Do you need something to motivate you to set and keep fitness goals? Extension Educator Gracie Marlatt recommends Small Steps to Health and Wealthª, a national Cooperative Extension program developed to motivate Americans to take action to simultaneously improve their health and personal finances. SSHW was built around a framework of 25 research-based behavior change strategies. This online program is available free of charge to anyone who enrolls.
Periodically they will hold six-week SSHW Challenges where you compete with others throughout the country. Marlatt, the health and human sciences educator with Purdue Extension in Rush County, shares that several Rush County residents participated in the SSHW Winter 2012 Challenge, and found the experience to be beneficial. The Fitness Initiative Team of Rush County promoted their participation and encouraged them through the Partners for a Healthy Rush County Facebook page. Ê
It has been well documented that, when people monitor their behavior and measure their how they're doing, they are often inspired to do better and achieve positive results. Participants in the SSHW program are "on their honor" to report their activities accurately. If they "cheat" on reporting their points, they are only cheating themselves by not following the recommended daily practices.
The SSHW program is based on the performance of ten recommended practices on a daily basis: five that involve health and nutrition and five that involve financial management. Ten points are given for performing each one for a maximum of 700 points per week and 4,200 points for the entire challenge.
"Small Steps for Health and Wealthª is a great way to convert ambitious goals, like losing weight and saving money, into daily action steps," notes Dr. Barbara O'Neill, extension specialist in financial resource management for Rutgers Cooperative Extension.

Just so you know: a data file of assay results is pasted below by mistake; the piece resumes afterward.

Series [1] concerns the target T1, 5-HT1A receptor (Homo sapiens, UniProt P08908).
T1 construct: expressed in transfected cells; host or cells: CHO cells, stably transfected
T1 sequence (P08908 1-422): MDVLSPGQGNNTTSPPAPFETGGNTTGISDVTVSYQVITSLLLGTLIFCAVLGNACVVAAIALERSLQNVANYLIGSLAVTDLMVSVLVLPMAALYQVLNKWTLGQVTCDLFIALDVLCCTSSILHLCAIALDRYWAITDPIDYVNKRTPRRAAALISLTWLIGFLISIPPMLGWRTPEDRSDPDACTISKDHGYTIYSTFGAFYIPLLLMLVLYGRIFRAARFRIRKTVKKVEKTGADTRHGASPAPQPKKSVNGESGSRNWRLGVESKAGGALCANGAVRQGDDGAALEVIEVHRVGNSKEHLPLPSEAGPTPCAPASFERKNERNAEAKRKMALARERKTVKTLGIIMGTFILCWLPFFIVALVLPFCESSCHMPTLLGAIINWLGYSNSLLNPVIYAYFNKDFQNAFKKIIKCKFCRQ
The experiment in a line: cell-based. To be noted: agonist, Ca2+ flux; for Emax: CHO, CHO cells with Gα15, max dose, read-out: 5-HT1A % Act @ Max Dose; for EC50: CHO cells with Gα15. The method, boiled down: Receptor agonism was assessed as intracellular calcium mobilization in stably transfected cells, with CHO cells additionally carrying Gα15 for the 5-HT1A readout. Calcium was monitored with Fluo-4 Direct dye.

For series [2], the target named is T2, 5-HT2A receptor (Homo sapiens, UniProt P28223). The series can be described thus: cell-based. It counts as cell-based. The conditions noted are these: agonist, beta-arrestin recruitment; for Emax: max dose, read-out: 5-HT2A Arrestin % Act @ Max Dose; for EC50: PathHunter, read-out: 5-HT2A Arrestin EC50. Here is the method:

The five daily health and nutrition practices are: eat at least 4 cups of fruits and vegetables; get at least 30 minutes of exercise; drink water or unsweetened beverages instead of sugar-sweetened beverages; walk 10,000 or more steps with a pedometer; and learn something new about health and nutrition.
The five daily financial management practices included in SSHW are: save a $1 bill (or more) and/or pocket change; invest $5 or more per day (including automated retirement savings plan deposits); track money spent throughout the day; eat lunch prepared at home; and learn something new about personal finance. The latter activity, for both health and personal finances, can be accomplished by visiting web sites, attending seminars, or by reading, listening to, or viewing media reports. Ê
New last year, SSHW participants have an opportunity to replace one daily health activity and one daily personal finance activity with unique daily personal challenges of their own. "Providing some adaptation of the
traditional SSHW program format will make the it more "personal" for participants and give them an opportunity to practice new behaviors if they are already doing all of the 10 pre-selected activities," explained Dr. O'Neill.
As participants enter their personal data, they will see their point totals for each day of the week and for each of the ten activities described above.
During a Challenge, they'll also see a bar graph that compares their personal progress to the average scores of everyone else participating in the Challenge. Daily motivational messages will also be provided to participants. Paper tracking forms can be downloaded to keep track of daily activities until they are entered online.
Doing even one of the ten recommended daily practices is a great way to get started on the path to better health and improved financial security. The more SSHW activities that are performed by participants, the better. Ê
Currently, there is not a SSHW Challenge, but individuals can still sign up and benefit from the program by visiting the Rutgers SSHW Web site at http://njaes.rutgers.edu/sshw/. Marlatt encourages you to share your
experience on Facebook Ð Partners for a Healthy Rush County or by contacting her at firstname.lastname@example.org or by calling 932-5974.